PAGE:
When most people first seek help for their varicose veins, it’s because of a cosmetic issue. However, they can cause other uncomfortable symptoms, such as:

    • Painful sores
    • Heaviness in their legs
    • Burning sensation
    • Leg cramps

    Experienced symptoms vary by patient, and some of these can also be symptoms of other serious issues, which is why it is important to see a board-certified vascular surgeon if you have concerns.

    What causes varicose and spider veins, and can they be prevented?

    While the exact cause is unknown, a contributing factor to them is excess pressure on the veins. Veins are responsible for returning blood from your feet back to your heart, but they don’t have the muscle to get that blood to your heart. Your calf muscle acts like a pump and squeezes the blood to push it up every time you step. You have valves inside of the veins that prevent the blood from moving backwards, but over time they can weaken, which causes the blood to pool. This can lead the veins to distend and the walls to weaken, which then leads to varicose veins.

    Factors that can lead to developing varicose and spider veins.

    Although anyone can develop varicose and spider veins, there are some who are more prone than others, including those that are:

    • Female
    • Pregnant
    • Overweight
    • Smokers

    Men can certainly develop varicose and spider veins, but many female patients say they got their first varicose veins after their first pregnancy. Weight gain during pregnancy, as well as being overweight, increases the pressure on the veins which leads to the formation of varicose veins.

    Ways to prevent varicose and spider veins.

    As mentioned earlier, varicose and spider veins are formed because of increased pressure on the legs and weakened vein walls. Doing little things such as wearing compression stockings, walking, and elevating your legs can help prevent them. Since being overweight is a common cause of them, watching your weight and exercising can also help prevent them from forming. Getting up and moving around rather than sitting all day is one of the best ways to decrease your chances of developing varicose and spider veins.

    But sometimes, despite doing all the right things, people still develop them. It’s frustrating, but we can help treat the ones you do have, and hope to help you prevent new ones from forming.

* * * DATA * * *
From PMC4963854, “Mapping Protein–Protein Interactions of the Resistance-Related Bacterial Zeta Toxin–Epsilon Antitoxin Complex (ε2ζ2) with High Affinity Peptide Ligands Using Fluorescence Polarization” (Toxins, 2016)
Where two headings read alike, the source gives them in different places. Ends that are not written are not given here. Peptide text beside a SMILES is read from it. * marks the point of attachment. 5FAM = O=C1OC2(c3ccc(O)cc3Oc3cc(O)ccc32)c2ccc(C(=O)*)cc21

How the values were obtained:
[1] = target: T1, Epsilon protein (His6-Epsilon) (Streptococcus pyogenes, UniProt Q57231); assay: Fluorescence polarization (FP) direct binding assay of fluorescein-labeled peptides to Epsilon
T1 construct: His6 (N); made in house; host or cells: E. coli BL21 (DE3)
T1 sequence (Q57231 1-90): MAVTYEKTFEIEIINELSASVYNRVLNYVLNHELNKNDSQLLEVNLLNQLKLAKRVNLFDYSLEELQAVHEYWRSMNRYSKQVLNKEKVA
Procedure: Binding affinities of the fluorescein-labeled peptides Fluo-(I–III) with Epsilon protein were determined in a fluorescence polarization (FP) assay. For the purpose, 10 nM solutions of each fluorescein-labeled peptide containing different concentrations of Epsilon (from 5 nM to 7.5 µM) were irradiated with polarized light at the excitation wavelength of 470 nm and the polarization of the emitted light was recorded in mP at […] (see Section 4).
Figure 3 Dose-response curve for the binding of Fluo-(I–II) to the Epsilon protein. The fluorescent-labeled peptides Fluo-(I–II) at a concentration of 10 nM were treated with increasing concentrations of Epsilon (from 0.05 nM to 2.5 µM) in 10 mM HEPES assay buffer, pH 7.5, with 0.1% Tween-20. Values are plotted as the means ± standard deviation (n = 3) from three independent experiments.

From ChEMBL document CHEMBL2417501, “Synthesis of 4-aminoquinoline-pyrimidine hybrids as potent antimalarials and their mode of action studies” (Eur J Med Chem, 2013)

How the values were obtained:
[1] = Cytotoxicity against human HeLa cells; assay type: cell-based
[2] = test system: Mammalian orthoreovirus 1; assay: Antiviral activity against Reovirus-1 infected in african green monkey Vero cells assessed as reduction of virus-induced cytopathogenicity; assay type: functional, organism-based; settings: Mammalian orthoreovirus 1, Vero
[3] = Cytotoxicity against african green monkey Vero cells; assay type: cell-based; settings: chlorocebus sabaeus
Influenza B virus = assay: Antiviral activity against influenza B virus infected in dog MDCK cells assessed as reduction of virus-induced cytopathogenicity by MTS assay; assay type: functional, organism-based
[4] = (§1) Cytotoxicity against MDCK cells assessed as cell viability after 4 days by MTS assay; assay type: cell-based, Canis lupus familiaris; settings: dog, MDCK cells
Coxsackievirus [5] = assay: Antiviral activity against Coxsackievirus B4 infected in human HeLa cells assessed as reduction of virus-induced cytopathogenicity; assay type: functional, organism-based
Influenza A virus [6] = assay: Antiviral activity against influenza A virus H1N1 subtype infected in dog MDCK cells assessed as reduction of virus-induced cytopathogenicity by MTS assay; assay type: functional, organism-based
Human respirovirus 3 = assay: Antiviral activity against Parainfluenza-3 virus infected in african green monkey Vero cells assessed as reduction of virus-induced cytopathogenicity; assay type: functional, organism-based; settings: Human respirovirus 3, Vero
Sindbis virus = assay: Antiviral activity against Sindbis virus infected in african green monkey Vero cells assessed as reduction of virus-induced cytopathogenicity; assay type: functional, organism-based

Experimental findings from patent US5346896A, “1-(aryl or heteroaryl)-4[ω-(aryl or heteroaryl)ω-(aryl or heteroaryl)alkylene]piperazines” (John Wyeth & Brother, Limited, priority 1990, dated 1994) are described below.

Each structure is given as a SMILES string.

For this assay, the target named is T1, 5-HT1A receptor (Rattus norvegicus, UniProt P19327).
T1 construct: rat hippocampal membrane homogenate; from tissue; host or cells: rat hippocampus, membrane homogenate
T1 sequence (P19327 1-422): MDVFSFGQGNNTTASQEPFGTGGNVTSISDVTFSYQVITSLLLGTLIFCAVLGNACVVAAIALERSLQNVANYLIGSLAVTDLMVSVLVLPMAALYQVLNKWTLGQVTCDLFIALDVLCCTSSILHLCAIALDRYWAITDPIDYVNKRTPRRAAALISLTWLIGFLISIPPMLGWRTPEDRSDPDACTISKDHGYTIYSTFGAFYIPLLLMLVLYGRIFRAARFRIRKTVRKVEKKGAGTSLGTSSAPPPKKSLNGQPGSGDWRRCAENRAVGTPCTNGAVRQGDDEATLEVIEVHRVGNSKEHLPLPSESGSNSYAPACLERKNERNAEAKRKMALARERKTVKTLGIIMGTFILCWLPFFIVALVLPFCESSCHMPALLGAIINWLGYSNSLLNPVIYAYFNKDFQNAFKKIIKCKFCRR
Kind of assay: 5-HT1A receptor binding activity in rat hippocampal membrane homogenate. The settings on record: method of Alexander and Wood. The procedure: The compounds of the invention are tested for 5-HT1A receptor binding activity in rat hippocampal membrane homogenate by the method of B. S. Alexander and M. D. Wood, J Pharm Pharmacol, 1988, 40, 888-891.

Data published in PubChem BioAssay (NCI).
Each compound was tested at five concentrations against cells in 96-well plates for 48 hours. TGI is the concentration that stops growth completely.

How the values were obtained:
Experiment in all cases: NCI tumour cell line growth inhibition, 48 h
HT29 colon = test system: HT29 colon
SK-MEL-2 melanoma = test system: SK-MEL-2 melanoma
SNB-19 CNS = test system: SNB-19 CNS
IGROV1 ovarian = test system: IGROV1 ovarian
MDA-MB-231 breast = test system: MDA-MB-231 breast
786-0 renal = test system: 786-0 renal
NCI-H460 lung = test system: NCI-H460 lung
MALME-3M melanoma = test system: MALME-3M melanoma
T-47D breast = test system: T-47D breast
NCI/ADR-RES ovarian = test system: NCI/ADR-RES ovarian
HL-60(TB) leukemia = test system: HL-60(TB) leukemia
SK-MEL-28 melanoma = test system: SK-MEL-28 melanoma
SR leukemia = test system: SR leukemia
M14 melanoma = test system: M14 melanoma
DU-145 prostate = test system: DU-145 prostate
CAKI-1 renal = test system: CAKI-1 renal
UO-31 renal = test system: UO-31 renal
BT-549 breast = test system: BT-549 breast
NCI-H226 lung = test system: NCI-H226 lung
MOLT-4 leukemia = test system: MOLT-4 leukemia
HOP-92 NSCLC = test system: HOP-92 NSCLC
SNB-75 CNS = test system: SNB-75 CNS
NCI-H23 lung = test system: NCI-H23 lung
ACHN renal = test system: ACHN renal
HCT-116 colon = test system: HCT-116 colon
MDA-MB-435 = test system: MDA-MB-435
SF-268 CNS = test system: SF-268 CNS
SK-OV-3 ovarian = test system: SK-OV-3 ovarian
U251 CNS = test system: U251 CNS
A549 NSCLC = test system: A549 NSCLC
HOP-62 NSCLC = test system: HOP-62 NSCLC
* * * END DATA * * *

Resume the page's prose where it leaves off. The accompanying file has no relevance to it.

Watch the video below with Dr. Arnold to learn more about varicose and spider veins.

    How do you treat varicose and spider veins?

    The first step towards treatment for varicose and spider veins is scheduling an appointment to talk with a vascular surgeon so they can determine the best treatment option for you. During this appointment, your doctor will ask you questions about your daily routine like “are you on your feet a lot?” and “do you spend a lot of time sitting at a desk?”, along with questions about symptoms. They will then take a look at your legs and evaluate your varicose or spider veins. After, they typically will order a test called a venous reflux ultrasound study, which takes a closer look at your veins to assess whether or not they’re functioning properly. It is a simple, painless test that takes about 45 minutes to complete.

    After your examination, your doctor will be able to better determine the best treatment option for you. Here are the three main types of treatment.

    1. Conservative management.

    This is usually the first line of treatment, and includes making lifestyle changes. Most of us have jobs where we spend all day sitting at a desk. Getting up and walking around is a great way to activate your calf muscle so that you return the blood back to your heart. Another thing you can do is elevate your legs for a bit on a stool or something at the office or at home. Just doing this for five minutes every hour can make a big difference to help the blood drain.

    Compression stockings are another form of conservative management, and it is something I prescribe to all my patients. They work by squeezing the vein to help the blood from pooling and prevent the wall from getting weak. While compression stockings are very effective, they won’t get rid of varicose veins, but they can help manage the symptoms.

    2. Venous closure.

    If conservative management doesn’t work, venous closure is another treatment option that is very successful. During this procedure, a small tube is inserted into the vein and heat is used to close it. This prevents blood from going into the vein that is not working properly, and forces it to go to the veins that are.

    This procedure is low-risk, done in the office, causes only minimal pain or discomfort, and patients are up and moving the same day. Most patients experience mild bruising with this form of treatment, but it typically lasts only a couple weeks.

    3. Sclerotherapy.

    Sclerotherapy is the procedure used to treat spider veins. A chemical is injected into the little spider veins, which closes off the vein. The procedure itself only takes a few minutes.

    This procedure is also a well tolerated, low-risk procedure with a fast recovery. Some patients may experience minor side effects such as bruising, swelling, and skin discoloration.

    Why is it important to see a vascular surgeon about varicose and spider veins?